Why school at­ten­dance mat­ters

Calhoun Times - - GORDONLIFE -


- Poor at­ten­dance can in­flu­ence whether chil­dren read pro­fi­ciently by the end of third grade or be held back.

- By 6th grade, chronic ab­sence be­comes a lead­ing in­di­ca­tor that a student will drop out of high school.

Di­rec­tor of Student Ser­vices Amanda Schutz with Cal­houn City Schools, and So­cial Worker Ge­or­gette Hunt with Gor­don County Schools, work closely with stu­dents, teach­ers and par­ents. They are acutely aware of the im­por­tance to at­tend school reg­u­larly along with pos­si­ble prob­lems that keep kids home. They en­cour­age fam­i­lies to think about their back up plans for getting to school even when chal­lenges come up as one way to help im­prove at­ten­dance.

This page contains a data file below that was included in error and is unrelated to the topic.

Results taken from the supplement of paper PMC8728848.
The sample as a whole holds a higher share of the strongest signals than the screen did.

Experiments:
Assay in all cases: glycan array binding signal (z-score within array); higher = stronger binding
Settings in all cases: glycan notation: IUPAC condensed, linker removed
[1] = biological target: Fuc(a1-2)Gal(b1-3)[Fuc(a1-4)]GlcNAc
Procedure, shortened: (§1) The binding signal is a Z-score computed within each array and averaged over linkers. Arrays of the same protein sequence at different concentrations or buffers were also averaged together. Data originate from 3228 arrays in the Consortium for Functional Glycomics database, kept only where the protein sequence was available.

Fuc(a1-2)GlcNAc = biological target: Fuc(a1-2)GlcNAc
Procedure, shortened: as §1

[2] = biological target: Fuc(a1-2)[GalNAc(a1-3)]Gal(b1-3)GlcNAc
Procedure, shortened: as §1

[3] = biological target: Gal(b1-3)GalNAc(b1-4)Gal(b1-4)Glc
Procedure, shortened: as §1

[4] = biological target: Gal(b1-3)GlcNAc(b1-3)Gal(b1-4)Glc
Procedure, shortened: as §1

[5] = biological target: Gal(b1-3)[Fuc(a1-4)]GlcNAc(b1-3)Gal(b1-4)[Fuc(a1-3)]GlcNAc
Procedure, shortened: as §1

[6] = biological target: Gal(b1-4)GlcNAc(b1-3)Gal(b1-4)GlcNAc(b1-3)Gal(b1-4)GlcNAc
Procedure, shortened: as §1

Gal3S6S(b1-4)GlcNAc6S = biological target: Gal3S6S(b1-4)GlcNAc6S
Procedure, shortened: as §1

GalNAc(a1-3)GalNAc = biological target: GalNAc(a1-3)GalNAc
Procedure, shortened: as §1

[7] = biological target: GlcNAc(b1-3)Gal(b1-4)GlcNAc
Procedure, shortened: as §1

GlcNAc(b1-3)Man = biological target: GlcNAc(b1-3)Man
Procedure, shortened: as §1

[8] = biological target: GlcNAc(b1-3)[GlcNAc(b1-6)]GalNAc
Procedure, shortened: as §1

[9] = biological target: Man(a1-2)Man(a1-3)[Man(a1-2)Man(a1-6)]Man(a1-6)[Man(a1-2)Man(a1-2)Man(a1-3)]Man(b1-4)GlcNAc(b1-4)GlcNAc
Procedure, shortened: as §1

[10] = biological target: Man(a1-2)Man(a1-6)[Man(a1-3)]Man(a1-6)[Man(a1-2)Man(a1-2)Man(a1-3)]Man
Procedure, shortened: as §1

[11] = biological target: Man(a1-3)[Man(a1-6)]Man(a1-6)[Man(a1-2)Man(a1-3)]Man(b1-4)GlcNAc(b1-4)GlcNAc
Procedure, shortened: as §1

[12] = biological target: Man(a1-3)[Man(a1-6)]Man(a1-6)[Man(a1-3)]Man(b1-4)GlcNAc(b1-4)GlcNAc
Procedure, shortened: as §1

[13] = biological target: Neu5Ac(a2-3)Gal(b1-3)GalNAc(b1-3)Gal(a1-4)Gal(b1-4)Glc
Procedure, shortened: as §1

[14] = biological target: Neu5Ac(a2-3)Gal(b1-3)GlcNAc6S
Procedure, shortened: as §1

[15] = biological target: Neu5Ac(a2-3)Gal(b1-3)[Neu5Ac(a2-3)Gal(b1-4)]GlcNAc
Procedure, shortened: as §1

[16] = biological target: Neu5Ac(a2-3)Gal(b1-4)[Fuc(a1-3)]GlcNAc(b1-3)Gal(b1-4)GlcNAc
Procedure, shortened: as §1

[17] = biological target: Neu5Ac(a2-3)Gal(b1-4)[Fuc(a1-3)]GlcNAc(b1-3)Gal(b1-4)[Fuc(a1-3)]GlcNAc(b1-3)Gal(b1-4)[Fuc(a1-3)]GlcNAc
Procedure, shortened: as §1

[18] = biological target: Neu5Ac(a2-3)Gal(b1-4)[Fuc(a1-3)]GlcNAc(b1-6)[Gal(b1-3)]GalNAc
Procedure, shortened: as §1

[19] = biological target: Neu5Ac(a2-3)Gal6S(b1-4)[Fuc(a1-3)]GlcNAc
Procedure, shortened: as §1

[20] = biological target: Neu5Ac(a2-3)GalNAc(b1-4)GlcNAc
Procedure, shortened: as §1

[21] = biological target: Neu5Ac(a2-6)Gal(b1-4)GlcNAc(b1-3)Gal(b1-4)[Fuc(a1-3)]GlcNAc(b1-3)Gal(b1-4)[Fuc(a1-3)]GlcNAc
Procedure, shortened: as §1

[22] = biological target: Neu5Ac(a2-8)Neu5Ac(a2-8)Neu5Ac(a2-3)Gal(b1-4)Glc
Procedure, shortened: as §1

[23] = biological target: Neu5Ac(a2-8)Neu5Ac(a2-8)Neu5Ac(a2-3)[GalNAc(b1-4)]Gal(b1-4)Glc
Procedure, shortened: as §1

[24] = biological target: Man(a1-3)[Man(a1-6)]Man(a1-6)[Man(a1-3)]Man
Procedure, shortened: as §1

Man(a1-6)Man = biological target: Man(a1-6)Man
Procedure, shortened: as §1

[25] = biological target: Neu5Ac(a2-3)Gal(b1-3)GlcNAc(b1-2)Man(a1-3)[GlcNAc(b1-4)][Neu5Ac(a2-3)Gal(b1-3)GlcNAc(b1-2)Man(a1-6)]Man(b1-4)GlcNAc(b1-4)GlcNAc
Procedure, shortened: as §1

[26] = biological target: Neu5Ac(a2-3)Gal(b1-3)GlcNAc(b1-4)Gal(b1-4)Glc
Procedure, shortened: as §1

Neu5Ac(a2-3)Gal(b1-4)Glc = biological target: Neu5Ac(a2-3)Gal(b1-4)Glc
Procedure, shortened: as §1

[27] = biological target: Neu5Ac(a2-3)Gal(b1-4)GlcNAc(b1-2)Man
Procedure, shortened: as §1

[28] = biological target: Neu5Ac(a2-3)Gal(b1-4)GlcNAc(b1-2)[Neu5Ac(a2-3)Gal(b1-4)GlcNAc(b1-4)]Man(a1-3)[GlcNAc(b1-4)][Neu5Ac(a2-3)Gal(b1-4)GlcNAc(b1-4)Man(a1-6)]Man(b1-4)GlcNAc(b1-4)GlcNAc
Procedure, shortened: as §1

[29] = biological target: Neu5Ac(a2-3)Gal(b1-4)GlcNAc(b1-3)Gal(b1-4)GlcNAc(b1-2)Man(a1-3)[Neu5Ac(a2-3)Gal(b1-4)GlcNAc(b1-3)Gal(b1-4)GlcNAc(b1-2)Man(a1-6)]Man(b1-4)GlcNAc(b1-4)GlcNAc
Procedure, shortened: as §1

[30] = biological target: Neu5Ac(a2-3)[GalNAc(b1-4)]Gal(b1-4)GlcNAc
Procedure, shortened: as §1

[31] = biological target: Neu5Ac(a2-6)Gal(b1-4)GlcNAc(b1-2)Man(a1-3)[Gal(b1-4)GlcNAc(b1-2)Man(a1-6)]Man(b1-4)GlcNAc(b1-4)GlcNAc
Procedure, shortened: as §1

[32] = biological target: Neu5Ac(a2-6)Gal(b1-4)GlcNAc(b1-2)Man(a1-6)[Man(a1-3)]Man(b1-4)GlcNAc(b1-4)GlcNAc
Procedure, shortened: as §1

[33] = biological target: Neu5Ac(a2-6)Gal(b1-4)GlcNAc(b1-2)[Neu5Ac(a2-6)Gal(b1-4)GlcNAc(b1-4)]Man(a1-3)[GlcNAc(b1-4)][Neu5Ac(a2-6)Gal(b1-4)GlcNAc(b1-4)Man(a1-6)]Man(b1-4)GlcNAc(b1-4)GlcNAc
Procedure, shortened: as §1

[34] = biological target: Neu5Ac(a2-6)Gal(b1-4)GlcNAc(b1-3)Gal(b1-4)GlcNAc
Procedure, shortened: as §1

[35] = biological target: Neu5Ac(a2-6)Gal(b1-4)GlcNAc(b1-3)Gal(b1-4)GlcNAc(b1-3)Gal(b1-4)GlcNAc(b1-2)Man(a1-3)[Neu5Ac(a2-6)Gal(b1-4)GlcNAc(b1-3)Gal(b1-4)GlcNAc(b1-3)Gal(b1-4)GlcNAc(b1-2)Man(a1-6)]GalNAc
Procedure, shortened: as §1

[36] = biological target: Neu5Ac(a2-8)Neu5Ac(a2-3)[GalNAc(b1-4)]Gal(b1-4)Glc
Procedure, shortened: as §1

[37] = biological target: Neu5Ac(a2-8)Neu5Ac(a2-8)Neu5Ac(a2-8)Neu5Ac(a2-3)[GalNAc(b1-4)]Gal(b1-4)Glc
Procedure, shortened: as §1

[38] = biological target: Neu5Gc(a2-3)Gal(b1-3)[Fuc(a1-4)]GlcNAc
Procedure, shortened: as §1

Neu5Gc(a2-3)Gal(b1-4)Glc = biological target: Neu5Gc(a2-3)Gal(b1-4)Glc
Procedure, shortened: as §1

The con­nec­tion be­tween student at­ten­dance and learn­ing has been thor­oughly doc­u­mented with stud­ies that have tracked the out­comes. Chronic student ab­sence re­duces even the best teacher’s abil­ity to pro­vide learn­ing op­por­tu­ni­ties. The bot­tom line is stu­dents are more likely to suc­ceed in aca­demics when they at­tend school con­sis­tently.

Fam­ily Con­nec­tion works in part­ner­ship with com­mu­ni­ties, pol­i­cy­mak­ers, ser­vice providers, busi­nesses, ad­vo­cates and fam­i­lies to im­prove the well- be­ing of chil­dren, fam­i­lies and com­mu­ni­ties


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